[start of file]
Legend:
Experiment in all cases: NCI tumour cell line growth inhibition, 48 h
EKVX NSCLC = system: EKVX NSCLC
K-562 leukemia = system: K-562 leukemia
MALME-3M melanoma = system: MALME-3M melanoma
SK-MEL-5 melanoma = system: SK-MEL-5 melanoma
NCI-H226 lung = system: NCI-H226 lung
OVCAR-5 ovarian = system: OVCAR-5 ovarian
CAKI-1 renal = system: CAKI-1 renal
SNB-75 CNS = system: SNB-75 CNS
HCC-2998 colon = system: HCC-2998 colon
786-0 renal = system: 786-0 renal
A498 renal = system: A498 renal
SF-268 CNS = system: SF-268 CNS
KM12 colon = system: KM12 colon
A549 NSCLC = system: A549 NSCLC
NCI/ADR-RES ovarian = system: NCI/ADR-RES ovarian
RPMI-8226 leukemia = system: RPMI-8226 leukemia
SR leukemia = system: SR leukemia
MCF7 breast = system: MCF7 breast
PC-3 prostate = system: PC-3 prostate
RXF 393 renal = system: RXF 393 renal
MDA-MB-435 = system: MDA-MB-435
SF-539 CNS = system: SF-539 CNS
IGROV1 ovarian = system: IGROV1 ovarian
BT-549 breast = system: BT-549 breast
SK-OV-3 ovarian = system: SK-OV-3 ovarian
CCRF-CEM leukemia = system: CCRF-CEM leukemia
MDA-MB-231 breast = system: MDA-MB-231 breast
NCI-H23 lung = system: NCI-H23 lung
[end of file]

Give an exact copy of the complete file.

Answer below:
Legend:
Experiment in all cases: NCI tumour cell line growth inhibition, 48 h
EKVX NSCLC = system: EKVX NSCLC
K-562 leukemia = system: K-562 leukemia
MALME-3M melanoma = system: MALME-3M melanoma
SK-MEL-5 melanoma = system: SK-MEL-5 melanoma
NCI-H226 lung = system: NCI-H226 lung
OVCAR-5 ovarian = system: OVCAR-5 ovarian
CAKI-1 renal = system: CAKI-1 renal
SNB-75 CNS = system: SNB-75 CNS
HCC-2998 colon = system: HCC-2998 colon
786-0 renal = system: 786-0 renal
A498 renal = system: A498 renal
SF-268 CNS = system: SF-268 CNS
KM12 colon = system: KM12 colon
A549 NSCLC = system: A549 NSCLC
NCI/ADR-RES ovarian = system: NCI/ADR-RES ovarian
RPMI-8226 leukemia = system: RPMI-8226 leukemia
SR leukemia = system: SR leukemia
MCF7 breast = system: MCF7 breast
PC-3 prostate = system: PC-3 prostate
RXF 393 renal = system: RXF 393 renal
MDA-MB-435 = system: MDA-MB-435
SF-539 CNS = system: SF-539 CNS
IGROV1 ovarian = system: IGROV1 ovarian
BT-549 breast = system: BT-549 breast
SK-OV-3 ovarian = system: SK-OV-3 ovarian
CCRF-CEM leukemia = system: CCRF-CEM leukemia
MDA-MB-231 breast = system: MDA-MB-231 breast
NCI-H23 lung = system: NCI-H23 lung